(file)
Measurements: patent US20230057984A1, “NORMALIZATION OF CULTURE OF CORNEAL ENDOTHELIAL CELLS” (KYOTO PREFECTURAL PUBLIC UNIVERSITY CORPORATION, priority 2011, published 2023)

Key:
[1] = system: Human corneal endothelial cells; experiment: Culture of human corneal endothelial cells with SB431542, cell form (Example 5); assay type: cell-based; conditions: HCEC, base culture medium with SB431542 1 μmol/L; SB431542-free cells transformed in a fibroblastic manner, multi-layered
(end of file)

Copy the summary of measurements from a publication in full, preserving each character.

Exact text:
Measurements: patent US20230057984A1, “NORMALIZATION OF CULTURE OF CORNEAL ENDOTHELIAL CELLS” (KYOTO PREFECTURAL PUBLIC UNIVERSITY CORPORATION, priority 2011, published 2023)

Key:
[1] = system: Human corneal endothelial cells; experiment: Culture of human corneal endothelial cells with SB431542, cell form (Example 5); assay type: cell-based; conditions: HCEC, base culture medium with SB431542 1 μmol/L; SB431542-free cells transformed in a fibroblastic manner, multi-layered